As a psychologist, I affirm the Balance that we need to find in such situations. Humans have long stigmatized solitude. It has been considered an inconvenience, something to avoid, a punishment, a realm of loners. I see lot of cases where a person is going through depression or anxiety disorders and at such times, they really need love, respect, and support from fellow humans. We are humans, who are connected to each other via feelings, emotions, and empathy. We play, we go out for lunch, we arrange family get togethers, we marry just to have human contact in life. Too much loneliness is unhealthy. It drains the body of energy, depletes the mind of optimism, takes the air out of high spirit, leaves a person yearning for human contact. It can lead to depression–even suicide. Yet, time alone is an essential human need for living the balanced life. We need time for ourselves to escape from stress, to relax, to regain our enthusiasm and to live contented life.


We all are by-product of context. Context of our social, political, emotional, economical environment shapes us from childhood. As sociologist Jack Fong rightly explains, “When people are experiencing crisis it’s not always just about you: It’s about how you are in society.” So, when we take out these moments to explore solitude, we are not only forced to confront who we are but also, we learn about how to outmaneuver some of the toxicity that surrounds us in social settings.

In other words, when people remove themselves from the social context of their lives, they are better able to see how they are shaped by that context. Thomas Merton, a Trappist monk, and writer aptly quotes “We cannot see things in perspective until we cease to hug them to our bosom.”


This self-reconfiguration happens during 'existentializing moments'. These are mental flickers of clarity which occur during inward focusing time! It is kind of personal epiphany. When you have these moments, do not fight it. Accept it for what it is. Let it emerge calmly and truthfully and do not resist it. Your alone time should not be something that you are afraid of. Positive solitude requires internal exploration that leads to internal discovery. It is your best relationship, the relationship that you have with yourself.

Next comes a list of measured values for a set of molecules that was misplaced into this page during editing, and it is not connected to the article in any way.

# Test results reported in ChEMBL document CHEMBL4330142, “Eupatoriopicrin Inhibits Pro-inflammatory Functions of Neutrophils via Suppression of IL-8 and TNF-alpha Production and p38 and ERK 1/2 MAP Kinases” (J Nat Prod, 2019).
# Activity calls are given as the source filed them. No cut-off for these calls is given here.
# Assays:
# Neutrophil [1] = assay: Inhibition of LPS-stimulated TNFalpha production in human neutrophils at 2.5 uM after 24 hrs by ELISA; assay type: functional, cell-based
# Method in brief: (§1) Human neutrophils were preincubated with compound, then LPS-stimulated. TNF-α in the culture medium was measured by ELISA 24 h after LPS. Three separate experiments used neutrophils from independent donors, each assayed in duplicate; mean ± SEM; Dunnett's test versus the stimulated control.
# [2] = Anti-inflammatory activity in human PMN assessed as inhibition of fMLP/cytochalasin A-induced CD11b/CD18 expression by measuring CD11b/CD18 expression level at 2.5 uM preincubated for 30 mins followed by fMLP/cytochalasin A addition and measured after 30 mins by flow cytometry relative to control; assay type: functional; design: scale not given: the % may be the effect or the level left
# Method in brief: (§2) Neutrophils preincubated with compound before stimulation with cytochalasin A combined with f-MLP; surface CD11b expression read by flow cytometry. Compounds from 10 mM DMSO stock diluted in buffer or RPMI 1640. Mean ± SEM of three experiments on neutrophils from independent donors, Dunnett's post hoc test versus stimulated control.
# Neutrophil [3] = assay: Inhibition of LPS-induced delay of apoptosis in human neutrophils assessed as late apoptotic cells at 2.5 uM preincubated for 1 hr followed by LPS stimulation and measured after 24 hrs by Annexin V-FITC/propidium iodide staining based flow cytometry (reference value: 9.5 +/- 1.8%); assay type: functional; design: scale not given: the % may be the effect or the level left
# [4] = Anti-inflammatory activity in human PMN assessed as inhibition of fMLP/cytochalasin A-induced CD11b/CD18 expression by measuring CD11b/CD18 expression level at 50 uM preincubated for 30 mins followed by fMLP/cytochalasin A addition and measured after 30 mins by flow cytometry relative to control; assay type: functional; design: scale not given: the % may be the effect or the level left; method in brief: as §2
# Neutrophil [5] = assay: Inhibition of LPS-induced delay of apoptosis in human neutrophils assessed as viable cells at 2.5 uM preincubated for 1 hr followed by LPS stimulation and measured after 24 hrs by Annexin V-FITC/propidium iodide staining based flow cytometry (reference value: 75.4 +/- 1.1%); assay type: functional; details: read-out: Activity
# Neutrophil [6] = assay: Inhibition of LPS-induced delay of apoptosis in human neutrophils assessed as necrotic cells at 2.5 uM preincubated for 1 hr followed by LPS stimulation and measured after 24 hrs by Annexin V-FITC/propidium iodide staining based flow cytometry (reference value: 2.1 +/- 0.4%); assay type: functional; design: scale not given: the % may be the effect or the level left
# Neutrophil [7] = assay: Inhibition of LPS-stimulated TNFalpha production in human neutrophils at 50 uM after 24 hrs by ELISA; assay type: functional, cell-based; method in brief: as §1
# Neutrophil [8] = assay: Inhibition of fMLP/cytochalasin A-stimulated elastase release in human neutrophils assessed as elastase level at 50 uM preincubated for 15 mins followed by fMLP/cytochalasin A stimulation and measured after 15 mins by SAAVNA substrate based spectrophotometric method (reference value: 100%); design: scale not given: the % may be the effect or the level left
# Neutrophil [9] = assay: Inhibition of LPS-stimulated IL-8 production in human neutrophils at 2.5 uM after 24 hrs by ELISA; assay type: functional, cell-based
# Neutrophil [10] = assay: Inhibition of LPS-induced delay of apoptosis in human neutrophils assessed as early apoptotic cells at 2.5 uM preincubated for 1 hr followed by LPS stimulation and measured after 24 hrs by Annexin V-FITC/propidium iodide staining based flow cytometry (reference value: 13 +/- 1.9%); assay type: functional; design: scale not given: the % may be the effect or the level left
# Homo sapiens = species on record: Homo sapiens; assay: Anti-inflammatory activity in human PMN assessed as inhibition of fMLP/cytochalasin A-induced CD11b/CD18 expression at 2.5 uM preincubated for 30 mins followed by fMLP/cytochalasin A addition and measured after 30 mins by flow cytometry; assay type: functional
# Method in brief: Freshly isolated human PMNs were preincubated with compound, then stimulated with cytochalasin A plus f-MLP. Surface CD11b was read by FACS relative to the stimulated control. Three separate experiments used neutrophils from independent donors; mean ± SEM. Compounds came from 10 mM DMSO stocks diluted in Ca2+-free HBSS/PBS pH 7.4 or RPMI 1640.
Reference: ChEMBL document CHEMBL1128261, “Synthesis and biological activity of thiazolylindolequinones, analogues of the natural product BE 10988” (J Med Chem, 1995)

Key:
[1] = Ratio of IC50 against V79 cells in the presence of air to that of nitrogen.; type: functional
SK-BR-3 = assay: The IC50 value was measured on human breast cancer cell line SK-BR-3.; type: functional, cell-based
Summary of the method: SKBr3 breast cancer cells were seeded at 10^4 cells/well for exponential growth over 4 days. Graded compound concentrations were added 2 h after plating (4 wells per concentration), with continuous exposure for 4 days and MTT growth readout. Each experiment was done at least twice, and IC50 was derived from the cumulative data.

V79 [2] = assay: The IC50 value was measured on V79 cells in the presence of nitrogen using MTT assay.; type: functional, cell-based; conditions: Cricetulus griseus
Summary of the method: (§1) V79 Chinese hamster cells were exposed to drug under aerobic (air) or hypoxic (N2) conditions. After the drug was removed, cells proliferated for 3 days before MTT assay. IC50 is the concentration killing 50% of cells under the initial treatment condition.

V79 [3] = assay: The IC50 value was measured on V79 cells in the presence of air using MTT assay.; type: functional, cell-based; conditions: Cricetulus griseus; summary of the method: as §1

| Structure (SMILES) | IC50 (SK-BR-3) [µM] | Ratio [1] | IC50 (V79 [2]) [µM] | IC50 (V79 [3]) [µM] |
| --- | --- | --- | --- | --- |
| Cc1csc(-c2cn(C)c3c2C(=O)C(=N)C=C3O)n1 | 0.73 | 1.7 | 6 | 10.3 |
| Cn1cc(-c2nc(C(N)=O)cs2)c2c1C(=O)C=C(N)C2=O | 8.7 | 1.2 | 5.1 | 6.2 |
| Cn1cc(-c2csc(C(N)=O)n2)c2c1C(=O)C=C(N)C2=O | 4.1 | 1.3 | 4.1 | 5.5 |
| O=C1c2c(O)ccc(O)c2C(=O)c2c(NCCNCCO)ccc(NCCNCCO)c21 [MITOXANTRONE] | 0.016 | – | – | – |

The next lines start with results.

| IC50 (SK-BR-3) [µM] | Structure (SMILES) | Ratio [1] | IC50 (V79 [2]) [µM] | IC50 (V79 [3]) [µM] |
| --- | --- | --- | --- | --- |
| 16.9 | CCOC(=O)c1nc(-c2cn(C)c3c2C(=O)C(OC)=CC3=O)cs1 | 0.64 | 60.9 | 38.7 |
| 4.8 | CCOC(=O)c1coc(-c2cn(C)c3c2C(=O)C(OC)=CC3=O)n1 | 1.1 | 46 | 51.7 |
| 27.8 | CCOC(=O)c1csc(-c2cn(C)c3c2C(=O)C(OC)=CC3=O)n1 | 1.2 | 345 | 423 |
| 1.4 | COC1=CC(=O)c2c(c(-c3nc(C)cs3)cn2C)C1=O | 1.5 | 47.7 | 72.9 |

Solitude was indeed a part of all oldest civilizations. Be it Egyptian culture, Indus valley civilization or Roman civilization, there are evidence of solitude as means to attain ultimate wisdom. In everyday life, even when, we are not looking for the ultimate wisdom... there are more practical benefits of solitude.


  1. Solitude makes us more empathetic: Spending time alone increases our compassion for others as we are more aware and mindful about facts and actual emotions. We are at distance from any competitive attitude and that makes us more grateful about things that we have.


  1. Solitude makes us more creative and productive: Have you heard a story of genius mathematician Archimedes who found Archimedes principle while having a bath? We all remember the word "Eureka!" and it is a power of solitude.

Think of any genius artist, writer, musician from Picasso to AR Rahman... Their abilities are more enhanced in their productive solitude.

Most of the writers go in their private cabins or studios or any other private place to write.


  1. Solitude helps us to build mental strength: When you deliberately spend time with yourself you tend to be more relaxed and this solace is empowering to you. Studies show that more me-time is linked with better learning, better problem solving and decision-making skills as well as stress management.


Children who see their elders spending time with themselves constructively, tend to practice solitude from the beginning. That helps them to be more patient, more empathetic, more creative, and emotionally stable.


Honestly, we really crave for control in our life. We want things to happen our way. There is nothing wrong in wanting that. However, control is an illusion. This COVID-19 pandemic has taught us that lesson hard way. So, when we know we can not change the external world, we can attempt to change our internal world by indulging in solitude... Contemplating... Meditating... Finding balance! In the world where everyone is counting their bank balance, lbs., and calories; be a rebel and count your blessings.


This reminds me of a story my Yoga Guru once told me. Once upon a time… There was a king. He was a lover of aesthetics. He ordered best painters in his kingdom to paint a painting depicting peace, solitude, and balance. Several artists submitted beautiful paintings of serene landscapes, people in meditation and so on. One painting, however, confused him... As it showed chaos, turbulent winds, trees n branches swaying, a river overflowing etc. The king summoned the artist and wanted to know why he has depicted all this chaos?

The artist entered in King's palace and pointed out one tree in the painting... one branch and behind, from the painted foliage was peeking a bird, sitting in her nest, and warming her eggs. The king was overwhelmed. He realized that one needs to experience peace, solitude, balance amidst the noise!